04 – Fowl Play

We’ve all heard of hen pecked husbands, but this takes the cake.

Follows “Going with the Living.” Fourth installment in the Meanwhile series after “Notice of Intent,” “Calling In” and “Worth More than a Thousand Words,”

circa Spring 2009.


Costa Rica, Saturday Afternoon

In the town’s lone Internet café, Grissom located Sara firmly ensconced and apparently utterly engrossed. This came as no surprise, as while the camp’s sat connection allowed them to send basic emails, any longer, more detailed or multimedia messages were best sent using a landline. He pushed open the door and went to join her. Upon spotting him, Sara’s appearance of absorption soon turned to amused sort of relish.

“You’re looking awfully smug about something,” Grissom observed.

“Just email,” she grinned.

“Good news?”

Sara shook her head. “Sending not receiving.”

Suddenly sounding a lot more concerned, Grissom asked, “What exactly are you sending?”

“You mean sent?” she questioned as she motioned for him to take a seat beside her. Sara clicked open her sent email folder and hit play on the video file from her latest message.

Grissom’s eyes went wide.

“Is that…” he began after a moment.



She nodded eagerly.

In a valiant, but futile, attempt to come off as nonchalant, Grissom said, “I thought you said you weren’t going to…”

“I didn’t need to write,” Sara maintained. “The video is fairly self-explanatory, don’t you think?”

He didn’t deign to reply to this. Instead, Grissom sighed, “Do I even want to know how you got that?”

“Technology is a wonderful thing, Gil. These days cameras fit in the palm of your hand.”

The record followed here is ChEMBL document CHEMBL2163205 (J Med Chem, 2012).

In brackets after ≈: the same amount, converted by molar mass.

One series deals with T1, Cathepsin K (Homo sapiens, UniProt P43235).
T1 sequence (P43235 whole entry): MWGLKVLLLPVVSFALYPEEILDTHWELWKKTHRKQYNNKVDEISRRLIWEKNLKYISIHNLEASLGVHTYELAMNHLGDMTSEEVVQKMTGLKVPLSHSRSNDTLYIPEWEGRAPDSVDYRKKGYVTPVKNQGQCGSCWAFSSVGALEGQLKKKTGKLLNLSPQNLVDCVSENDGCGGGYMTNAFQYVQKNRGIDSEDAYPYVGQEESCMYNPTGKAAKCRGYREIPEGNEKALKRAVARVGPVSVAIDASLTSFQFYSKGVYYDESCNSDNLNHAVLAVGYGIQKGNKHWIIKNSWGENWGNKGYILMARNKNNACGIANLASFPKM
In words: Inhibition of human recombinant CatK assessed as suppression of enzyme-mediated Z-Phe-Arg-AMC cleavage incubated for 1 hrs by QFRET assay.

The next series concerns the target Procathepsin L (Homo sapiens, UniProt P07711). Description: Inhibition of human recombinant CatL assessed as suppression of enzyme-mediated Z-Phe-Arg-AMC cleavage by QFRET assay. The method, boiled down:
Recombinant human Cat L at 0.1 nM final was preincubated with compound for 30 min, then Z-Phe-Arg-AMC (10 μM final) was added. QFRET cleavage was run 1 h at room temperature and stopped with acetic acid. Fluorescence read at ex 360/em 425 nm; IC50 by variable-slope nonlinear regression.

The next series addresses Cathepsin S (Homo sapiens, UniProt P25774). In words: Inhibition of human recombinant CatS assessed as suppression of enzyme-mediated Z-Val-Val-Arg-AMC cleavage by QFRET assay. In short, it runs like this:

His next sigh was even more pronounced. “The one time you had the presence of mind to take video.”

Sara’s grin only grew. “Funny how that turned out.”

“Yeah, real funny, dear.”

“It was you that gave me the idea,” she countered. “To send it, I mean.”

When Grissom gave her a patently confused look, she added, “Remember what you told Luis about paybacks?” by way of explanation.


“Your recall a little clearer about those swimsuit pictures from our honeymoon that…”

“You sent to the lab?” he finished helpfully.

Inadvertently sent to the lab,” Sara clarified. “The ones I asked you to delete and you didn’t.”

“Yes, those.”

“Well, Gilbert, I’ve always been a firm believer in turnabout is fair play.”



Costa Rica, Several Days Previous

The incident in question had begun ordinarily and innocently enough with Grissom having breakfast duty that morning. Of course those days breakfast duty had become slightly more complicated.

A few weeks before, after Ana had spent yet another ten minutes bemoaning in very rapid and rabid Spanish the high rate of breakage in the eggs they brought back from town each Saturday, Stephen suggested they attempt to raise their own laying hens. That way thanks to the natural prolificacy of chickens, camp would have an ample supply of fresh eggs at their disposal.